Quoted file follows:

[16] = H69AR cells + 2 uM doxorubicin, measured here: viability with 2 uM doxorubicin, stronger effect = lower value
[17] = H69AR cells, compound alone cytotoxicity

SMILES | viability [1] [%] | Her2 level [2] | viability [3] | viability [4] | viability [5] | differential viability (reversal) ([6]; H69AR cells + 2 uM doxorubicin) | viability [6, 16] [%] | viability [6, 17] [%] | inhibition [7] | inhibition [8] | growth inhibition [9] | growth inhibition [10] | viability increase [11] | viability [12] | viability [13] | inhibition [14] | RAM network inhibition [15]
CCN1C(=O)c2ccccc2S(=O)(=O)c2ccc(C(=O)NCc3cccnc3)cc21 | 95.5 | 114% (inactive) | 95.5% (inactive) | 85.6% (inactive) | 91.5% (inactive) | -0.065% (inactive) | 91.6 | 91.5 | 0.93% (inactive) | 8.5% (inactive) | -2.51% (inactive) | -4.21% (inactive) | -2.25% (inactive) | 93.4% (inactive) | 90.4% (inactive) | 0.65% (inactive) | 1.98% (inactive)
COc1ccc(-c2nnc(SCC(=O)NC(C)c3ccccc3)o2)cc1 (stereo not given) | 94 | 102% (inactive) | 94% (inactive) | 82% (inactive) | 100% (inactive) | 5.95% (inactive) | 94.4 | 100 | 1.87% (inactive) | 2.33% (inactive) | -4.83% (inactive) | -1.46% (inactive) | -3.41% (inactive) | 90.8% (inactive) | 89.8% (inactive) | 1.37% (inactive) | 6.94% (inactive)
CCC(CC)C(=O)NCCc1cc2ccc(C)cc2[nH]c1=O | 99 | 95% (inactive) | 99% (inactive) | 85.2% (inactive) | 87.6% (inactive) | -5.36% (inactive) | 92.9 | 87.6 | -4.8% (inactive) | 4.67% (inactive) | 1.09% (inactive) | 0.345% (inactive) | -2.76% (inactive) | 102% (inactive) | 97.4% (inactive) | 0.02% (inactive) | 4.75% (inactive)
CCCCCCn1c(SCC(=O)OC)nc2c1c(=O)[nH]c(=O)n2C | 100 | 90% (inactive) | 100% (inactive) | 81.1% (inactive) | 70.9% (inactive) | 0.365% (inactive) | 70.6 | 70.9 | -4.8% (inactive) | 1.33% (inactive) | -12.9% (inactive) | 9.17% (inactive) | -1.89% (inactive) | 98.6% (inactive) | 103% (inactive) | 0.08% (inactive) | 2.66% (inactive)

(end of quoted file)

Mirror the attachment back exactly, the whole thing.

[16] = H69AR cells + 2 uM doxorubicin, measured here: viability with 2 uM doxorubicin, stronger effect = lower value
[17] = H69AR cells, compound alone cytotoxicity

SMILES | viability [1] [%] | Her2 level [2] | viability [3] | viability [4] | viability [5] | differential viability (reversal) ([6]; H69AR cells + 2 uM doxorubicin) | viability [6, 16] [%] | viability [6, 17] [%] | inhibition [7] | inhibition [8] | growth inhibition [9] | growth inhibition [10] | viability increase [11] | viability [12] | viability [13] | inhibition [14] | RAM network inhibition [15]
CCN1C(=O)c2ccccc2S(=O)(=O)c2ccc(C(=O)NCc3cccnc3)cc21 | 95.5 | 114% (inactive) | 95.5% (inactive) | 85.6% (inactive) | 91.5% (inactive) | -0.065% (inactive) | 91.6 | 91.5 | 0.93% (inactive) | 8.5% (inactive) | -2.51% (inactive) | -4.21% (inactive) | -2.25% (inactive) | 93.4% (inactive) | 90.4% (inactive) | 0.65% (inactive) | 1.98% (inactive)
COc1ccc(-c2nnc(SCC(=O)NC(C)c3ccccc3)o2)cc1 (stereo not given) | 94 | 102% (inactive) | 94% (inactive) | 82% (inactive) | 100% (inactive) | 5.95% (inactive) | 94.4 | 100 | 1.87% (inactive) | 2.33% (inactive) | -4.83% (inactive) | -1.46% (inactive) | -3.41% (inactive) | 90.8% (inactive) | 89.8% (inactive) | 1.37% (inactive) | 6.94% (inactive)
CCC(CC)C(=O)NCCc1cc2ccc(C)cc2[nH]c1=O | 99 | 95% (inactive) | 99% (inactive) | 85.2% (inactive) | 87.6% (inactive) | -5.36% (inactive) | 92.9 | 87.6 | -4.8% (inactive) | 4.67% (inactive) | 1.09% (inactive) | 0.345% (inactive) | -2.76% (inactive) | 102% (inactive) | 97.4% (inactive) | 0.02% (inactive) | 4.75% (inactive)
CCCCCCn1c(SCC(=O)OC)nc2c1c(=O)[nH]c(=O)n2C | 100 | 90% (inactive) | 100% (inactive) | 81.1% (inactive) | 70.9% (inactive) | 0.365% (inactive) | 70.6 | 70.9 | -4.8% (inactive) | 1.33% (inactive) | -12.9% (inactive) | 9.17% (inactive) | -1.89% (inactive) | 98.6% (inactive) | 103% (inactive) | 0.08% (inactive) | 2.66% (inactive)